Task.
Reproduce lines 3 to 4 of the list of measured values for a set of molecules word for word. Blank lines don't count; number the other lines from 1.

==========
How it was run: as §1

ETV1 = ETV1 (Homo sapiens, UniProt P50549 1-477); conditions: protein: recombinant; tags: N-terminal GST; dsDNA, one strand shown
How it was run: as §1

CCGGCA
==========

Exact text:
How it was run: as §1

CCGGCA